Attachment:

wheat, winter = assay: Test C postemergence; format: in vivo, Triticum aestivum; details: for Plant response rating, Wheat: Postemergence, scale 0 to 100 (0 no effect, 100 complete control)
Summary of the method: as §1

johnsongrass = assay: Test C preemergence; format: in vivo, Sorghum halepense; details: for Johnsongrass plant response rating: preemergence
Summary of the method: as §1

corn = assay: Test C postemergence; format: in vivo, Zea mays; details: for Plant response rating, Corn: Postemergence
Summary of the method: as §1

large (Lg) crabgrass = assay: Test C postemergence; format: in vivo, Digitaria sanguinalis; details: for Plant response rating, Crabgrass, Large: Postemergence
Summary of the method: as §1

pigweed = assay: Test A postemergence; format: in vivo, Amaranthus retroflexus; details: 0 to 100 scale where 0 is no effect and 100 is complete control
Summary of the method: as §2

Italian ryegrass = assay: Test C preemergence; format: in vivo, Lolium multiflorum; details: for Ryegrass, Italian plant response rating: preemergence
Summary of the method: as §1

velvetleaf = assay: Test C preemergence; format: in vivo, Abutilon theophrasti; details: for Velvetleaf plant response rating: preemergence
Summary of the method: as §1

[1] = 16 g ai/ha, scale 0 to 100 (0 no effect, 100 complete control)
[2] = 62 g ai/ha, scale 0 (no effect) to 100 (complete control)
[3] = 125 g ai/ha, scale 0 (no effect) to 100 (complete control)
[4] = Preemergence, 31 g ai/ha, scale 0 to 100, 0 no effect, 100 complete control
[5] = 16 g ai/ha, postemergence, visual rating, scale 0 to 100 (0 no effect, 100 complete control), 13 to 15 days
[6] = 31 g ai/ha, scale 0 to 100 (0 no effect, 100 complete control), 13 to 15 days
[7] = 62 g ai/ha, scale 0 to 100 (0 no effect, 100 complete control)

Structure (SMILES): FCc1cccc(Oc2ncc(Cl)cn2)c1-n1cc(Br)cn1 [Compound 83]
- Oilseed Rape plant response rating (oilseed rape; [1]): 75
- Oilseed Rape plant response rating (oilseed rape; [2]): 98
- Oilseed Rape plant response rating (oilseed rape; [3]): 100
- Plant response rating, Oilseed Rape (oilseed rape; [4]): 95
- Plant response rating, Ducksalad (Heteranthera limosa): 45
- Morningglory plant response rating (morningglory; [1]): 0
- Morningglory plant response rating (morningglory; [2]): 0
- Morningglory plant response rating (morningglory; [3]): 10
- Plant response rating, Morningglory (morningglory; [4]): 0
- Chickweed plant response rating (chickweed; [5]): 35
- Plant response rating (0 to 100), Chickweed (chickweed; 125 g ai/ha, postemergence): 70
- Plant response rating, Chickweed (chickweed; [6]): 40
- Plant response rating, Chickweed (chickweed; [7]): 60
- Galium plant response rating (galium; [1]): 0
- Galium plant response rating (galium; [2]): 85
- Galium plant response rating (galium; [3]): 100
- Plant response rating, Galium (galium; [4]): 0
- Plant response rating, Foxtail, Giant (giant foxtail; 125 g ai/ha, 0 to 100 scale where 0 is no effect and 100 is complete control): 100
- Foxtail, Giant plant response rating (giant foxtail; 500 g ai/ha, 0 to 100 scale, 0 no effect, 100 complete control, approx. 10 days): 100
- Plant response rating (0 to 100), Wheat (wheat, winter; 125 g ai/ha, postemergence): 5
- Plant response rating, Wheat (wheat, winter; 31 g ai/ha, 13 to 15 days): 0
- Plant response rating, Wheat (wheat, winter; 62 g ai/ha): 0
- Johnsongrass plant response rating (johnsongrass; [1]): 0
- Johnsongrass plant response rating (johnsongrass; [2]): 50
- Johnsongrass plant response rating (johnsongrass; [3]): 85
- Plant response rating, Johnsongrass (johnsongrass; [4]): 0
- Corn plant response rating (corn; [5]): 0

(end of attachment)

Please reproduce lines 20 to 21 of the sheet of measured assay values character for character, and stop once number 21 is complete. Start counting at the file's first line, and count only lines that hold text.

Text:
[6] = 31 g ai/ha, scale 0 to 100 (0 no effect, 100 complete control), 13 to 15 days
[7] = 62 g ai/ha, scale 0 to 100 (0 no effect, 100 complete control)